Rebecca Carroll was born in New Hampshire to a white mother and Black father before being adopted by a white family, making her the only Black person in both her family, and her town. Surviving the White Gaze is Carroll's memoir which, like life, is equal parts brutal and beautiful. Carroll, the former Managing Editor of PAPER, writes with incredible authority and insight about her life, sharing the pain of feeling marginalized, but also the joys of dancing in the grass a child and finding romance, often in the wrong places. Simply put, STWG is an incredible read.
It seems like an amazing time for your memoir to come out. Why did you decide to write it now?
Well, actually, I decided to write it about five years ago, after a series of events and conversations and op-ed pieces I wrote. Following the 2014 murder of Michael Brown in Ferguson, Missouri, my son asked if he and I would get shot because we are Black, and it unleashed a fury in me. I just started firing on all cylinders in my work as a writer, as a creative and maker of conversations and content, and I realized that I was simultaneously mining my own experiences to meet this fury. I always knew I was going to write my memoir, but every time I'd tried, it came out stilted and contrived. It took that unleashing, my own protective instinct toward my son, and the certainty that I had arrived at a place where I trusted my writing voice that allowed me to actually sit down and write it.
I know I'm probably not supposed to but I love the stories of you going to the disco as a kid. Are those fond memories or do they make you think your mother was insane?
LOL! That is such a Mickey question. Those first few minutes inside the disco the first night we went, when Kool & The Gang's "Celebration" came on and I just lost myself in the song, on the dancefloor of this real grown-up disco like on American Bandstand — the strobe lights flashing and dark, fluid movements all around me, the flow of my dress as I twirled, the uncanny ease of place for me, that was all pure joy. The next night, when an adult white man tried to pick me up, not so much.
You talked a bit in the book about going back to New Hampshire with Kofi. Do you ever see your teenaged friends or keep in touch with them?
Yes, absolutely — you may already know this about me, but I like to stay in touch with folks, for better or worse. I'm fascinated by our personal journeys and trajectories and the choices we make and don't make. We don't go up to NH so much anymore, but when Kofi was little, we visited regularly, and I would see old high school friends.
Where is your relationship at these days with your adoptive parents?
Tough. I have been in touch with my mom through the process of writing the book, and since its publication. She has always led with love and continues to believe so resolutely that love is all that matters, which, at this point, I have to give over to. I had thought that writing this book would somehow be a gift of sorts to my adoptive parents and siblings — insight into what it felt like to be a Black girl growing up in our family and small rural town, because why wouldn't they WANT to know? But it hasn't been received as a gift, and so if I can write this full excavation of my life, with as much radical compassion, truth and dignity as I possibly could, and they still can't see me? Then I have to let that be what it is.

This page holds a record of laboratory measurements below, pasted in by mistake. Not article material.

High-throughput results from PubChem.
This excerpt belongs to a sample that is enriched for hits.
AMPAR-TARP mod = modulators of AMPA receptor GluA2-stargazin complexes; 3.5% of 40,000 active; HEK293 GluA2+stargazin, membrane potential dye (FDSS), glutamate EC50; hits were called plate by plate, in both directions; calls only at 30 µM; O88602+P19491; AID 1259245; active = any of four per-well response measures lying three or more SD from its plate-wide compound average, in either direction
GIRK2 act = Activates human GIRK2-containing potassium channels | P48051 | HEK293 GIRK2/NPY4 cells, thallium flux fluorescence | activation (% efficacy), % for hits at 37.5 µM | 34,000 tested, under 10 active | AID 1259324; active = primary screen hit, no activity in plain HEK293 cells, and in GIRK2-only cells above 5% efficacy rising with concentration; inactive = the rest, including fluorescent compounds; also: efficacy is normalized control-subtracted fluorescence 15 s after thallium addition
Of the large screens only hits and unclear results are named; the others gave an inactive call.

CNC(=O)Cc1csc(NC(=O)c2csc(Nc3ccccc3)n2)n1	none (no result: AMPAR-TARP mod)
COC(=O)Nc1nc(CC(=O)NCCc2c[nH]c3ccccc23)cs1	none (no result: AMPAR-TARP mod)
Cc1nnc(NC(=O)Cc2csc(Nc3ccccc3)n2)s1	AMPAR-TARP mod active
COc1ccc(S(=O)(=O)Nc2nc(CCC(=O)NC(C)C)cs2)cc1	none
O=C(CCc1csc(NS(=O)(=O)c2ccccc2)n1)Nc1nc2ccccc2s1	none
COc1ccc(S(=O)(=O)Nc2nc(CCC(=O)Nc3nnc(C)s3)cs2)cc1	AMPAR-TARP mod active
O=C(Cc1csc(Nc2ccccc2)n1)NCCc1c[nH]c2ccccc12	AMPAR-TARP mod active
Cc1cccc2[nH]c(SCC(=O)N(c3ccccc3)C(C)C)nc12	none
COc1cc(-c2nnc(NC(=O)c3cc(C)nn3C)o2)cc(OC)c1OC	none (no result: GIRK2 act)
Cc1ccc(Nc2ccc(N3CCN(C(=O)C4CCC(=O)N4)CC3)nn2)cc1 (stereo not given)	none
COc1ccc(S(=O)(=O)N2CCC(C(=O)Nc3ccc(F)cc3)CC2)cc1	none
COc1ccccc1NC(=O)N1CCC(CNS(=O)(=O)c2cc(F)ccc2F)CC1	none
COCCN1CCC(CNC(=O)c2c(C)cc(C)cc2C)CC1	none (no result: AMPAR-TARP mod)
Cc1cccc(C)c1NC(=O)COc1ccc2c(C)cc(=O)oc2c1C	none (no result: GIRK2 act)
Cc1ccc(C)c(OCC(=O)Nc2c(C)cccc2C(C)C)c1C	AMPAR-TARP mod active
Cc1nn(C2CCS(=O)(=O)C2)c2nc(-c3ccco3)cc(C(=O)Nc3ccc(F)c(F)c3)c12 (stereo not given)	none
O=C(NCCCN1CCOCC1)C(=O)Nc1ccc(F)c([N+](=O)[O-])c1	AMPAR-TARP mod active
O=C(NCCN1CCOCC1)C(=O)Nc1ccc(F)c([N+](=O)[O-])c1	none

You've sold the development rights to the book, any thoughts on what the film or tv project will look like? I hope it will include some of your great romantic adventures! Who can play you in the movie???
Well, it's for a limited TV series and my bar (not too high) is I May Destroy You, written and created by Michaela Coel, who also stars in it — to me it's just the most beautiful piece of television I've seen in at least a decade. It does what good memoir should — interrogates memory with grace and balance and curiosity and rage and empathy and humor. And brought to life cinematically, in nuanced and gorgeous visuals, that is just pure #GOALS for me with this adaptation. Who should play me? Not yet sure which chunk we're going to adapt for the series, and/or if we'll do flashbacks, but I'm right now inclined to think we'll do late teens through college, in which case I could see Amandla Stenberg or Yara Shahidi — love them both.
Where did things end up with the movie project of your mother's book that you worked on? Did it ever air? Was her book a success?
Not at liberty to discuss/ no comment.
Does the incredible reception of this memoir make you want to write more autobiographical books?
I've always incorporated my own experience and insights and perspective into my writing across genres — I'm just excited to build on the response to STWG to do more of that.
Tell me about "The United States vs Billie Holiday" podcast you just launched.
It's an Audible original podcast I created and hosted in partnership with the Lee Daniels film The United States vs. Billie Holiday (presented by Hulu) — a four-part series that refracts and explores Black womanhood through the life and lens of Billie Holiday, featuring interviews with Andra Day (who gives an INSANE performance as Billie in the film — and, of course, just won a Golden Globe for it and will almost certainly win an Oscar), Laverne Cox (on what it means to be a "strong Black woman"), Mariah Carey (who does an amazing run on being an Aries), and Dr. Angela Davis (who is an actual living legend). Along with original narrative written by me, an original score composed by Matana Roberts, and a glorious, celebratory episode featuring interviews with Lee Daniels, Terry McMillan, Naomi Campbell and Brandee Younger. The entire suite drops on April 7, Billie's birthday!
Photo by Laura Fuchs